More than 24,000 Ukrainians have applied for residency in Denmark since Russia attacked the country, according to the Danish government, prompting a new special law for refugees fleeing the war. The demand has forced Danish authorities to prepare for more than 100,000 evacuees.
To help Denmark welcome refugees with open arms, Mediabrands Content Studio, a division of IPG Mediabrands, has printed and distributed 20,000 copies of a free Ukrainian-language children’s book called “Welcome to Denmark.”
The book, which Christian Strand, Nordic managing director of Mediabrands Content Studio in Denmark, describes as a “phrasebook done with illustrations at a children’s reading level,” is based on a Danish children’s book format called a Pixie-Book, which includes colorful illustrations and a short, simple story.
The team “wanted to do something for the refugees using our communication skills actively,” he said.
“We wanted them to feel that life in Denmark was not that different from the one they knew in Ukraine,” Strand continued. “That is a natural feeling for every refugee when you consider they left everything behind, fled their country and may not know where they will end up living.”
The team chose the Pixie-Book format because it’s easy to understand and not burdensome for refugees to carry on their journey, Strand said.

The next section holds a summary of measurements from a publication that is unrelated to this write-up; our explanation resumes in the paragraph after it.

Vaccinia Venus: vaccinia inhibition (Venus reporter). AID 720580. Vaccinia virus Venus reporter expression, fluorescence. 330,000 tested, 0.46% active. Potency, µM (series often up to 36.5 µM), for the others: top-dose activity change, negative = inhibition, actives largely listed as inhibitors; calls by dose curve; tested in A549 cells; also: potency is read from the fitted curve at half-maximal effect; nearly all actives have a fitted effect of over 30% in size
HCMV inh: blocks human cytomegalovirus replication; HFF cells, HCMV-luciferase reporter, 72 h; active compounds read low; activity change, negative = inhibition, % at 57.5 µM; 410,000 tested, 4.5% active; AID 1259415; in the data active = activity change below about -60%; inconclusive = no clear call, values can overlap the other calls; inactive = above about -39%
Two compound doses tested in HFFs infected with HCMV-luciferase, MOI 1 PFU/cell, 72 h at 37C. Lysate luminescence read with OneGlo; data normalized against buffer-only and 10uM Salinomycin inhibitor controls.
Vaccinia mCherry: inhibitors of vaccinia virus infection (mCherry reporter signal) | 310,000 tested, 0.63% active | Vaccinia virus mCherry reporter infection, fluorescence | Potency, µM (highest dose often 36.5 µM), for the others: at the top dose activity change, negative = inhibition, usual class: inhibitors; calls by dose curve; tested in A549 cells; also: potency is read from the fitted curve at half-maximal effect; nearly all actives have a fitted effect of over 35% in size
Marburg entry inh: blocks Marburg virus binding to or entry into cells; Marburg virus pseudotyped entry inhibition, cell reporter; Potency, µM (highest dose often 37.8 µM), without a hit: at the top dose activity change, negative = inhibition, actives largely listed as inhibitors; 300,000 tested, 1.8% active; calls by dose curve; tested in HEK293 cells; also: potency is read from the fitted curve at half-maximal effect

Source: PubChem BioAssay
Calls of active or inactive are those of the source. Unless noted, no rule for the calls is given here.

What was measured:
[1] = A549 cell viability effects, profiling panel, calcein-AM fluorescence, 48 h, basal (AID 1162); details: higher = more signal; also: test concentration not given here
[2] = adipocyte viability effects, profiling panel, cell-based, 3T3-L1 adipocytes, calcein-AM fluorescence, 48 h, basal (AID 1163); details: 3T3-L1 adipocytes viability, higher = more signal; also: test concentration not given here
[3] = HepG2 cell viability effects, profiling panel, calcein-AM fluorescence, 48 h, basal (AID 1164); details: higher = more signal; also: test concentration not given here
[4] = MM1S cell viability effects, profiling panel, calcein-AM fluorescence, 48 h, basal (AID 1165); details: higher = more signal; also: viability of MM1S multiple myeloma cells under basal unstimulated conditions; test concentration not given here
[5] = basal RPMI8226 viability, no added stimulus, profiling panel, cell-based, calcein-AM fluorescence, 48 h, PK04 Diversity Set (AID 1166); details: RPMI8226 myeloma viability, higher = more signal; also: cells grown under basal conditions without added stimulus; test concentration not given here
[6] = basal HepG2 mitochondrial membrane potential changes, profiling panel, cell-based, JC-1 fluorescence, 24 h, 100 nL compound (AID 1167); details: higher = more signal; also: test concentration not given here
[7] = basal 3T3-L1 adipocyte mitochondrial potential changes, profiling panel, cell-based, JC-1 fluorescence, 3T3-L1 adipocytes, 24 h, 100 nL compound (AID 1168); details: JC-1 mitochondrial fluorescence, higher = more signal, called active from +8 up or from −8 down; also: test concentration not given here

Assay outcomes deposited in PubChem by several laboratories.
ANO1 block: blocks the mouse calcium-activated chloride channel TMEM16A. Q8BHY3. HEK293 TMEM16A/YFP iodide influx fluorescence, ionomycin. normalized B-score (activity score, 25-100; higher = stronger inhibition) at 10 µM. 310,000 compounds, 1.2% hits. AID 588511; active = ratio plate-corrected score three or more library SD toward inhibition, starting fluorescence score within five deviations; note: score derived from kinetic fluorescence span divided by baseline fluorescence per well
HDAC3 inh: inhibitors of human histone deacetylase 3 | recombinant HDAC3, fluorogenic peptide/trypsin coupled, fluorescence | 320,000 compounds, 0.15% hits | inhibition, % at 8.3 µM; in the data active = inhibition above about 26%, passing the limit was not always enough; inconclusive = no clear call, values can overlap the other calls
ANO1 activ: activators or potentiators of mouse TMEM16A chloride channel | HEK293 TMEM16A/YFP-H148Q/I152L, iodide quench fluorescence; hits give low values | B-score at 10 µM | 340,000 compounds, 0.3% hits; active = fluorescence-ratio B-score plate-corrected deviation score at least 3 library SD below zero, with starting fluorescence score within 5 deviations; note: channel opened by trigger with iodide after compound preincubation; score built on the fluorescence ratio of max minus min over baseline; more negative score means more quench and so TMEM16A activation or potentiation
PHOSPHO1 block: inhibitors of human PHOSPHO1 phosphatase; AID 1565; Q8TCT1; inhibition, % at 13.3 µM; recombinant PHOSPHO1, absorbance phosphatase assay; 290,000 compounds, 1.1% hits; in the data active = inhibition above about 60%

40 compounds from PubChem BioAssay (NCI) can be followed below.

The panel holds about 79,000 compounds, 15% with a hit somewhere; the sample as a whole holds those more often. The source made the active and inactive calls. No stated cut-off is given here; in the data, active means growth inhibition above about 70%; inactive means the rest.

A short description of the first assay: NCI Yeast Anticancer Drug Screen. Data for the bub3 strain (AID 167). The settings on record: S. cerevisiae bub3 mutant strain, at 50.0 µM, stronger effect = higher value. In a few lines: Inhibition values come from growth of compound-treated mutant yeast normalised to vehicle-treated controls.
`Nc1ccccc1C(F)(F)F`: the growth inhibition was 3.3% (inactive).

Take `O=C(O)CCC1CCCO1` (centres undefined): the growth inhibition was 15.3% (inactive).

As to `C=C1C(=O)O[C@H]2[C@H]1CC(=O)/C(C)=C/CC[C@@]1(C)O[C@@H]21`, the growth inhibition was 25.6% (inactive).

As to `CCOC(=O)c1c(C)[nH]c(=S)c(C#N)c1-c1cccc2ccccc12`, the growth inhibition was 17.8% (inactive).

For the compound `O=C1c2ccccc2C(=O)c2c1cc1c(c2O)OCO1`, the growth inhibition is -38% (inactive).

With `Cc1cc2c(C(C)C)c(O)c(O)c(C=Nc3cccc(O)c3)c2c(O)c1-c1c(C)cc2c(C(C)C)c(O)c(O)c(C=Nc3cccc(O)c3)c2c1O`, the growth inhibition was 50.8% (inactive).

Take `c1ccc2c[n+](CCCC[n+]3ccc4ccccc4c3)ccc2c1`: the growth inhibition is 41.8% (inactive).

The 20,000 copies of the book that were initially already printed and distributed are just the beginning. According to strand, the agency has now doubled production to 43,000 books. “We are still sending books to public institutions and private citizens who have taken action,” Strand said.
Danish company Mediaprint, which specializes in graphic production, helped the books come together in short order. Mediabrands Content Studio’s Denmark team has also created a digital version of the book and is working with the Red Cross to produce school materials for Ukrainian children.
Books are now being handed out on trains, buses and ferries near the border between Denmark and Germany. The team was given free postage for the first 300 packages by the Danish postal service to continue the outreach through mail.
“We have spent long days and longer nights with the help of our colleagues, family and friends,” said Strand. “Our goal was making a gesture that showed these refugees we cared, and they were welcome in our country.”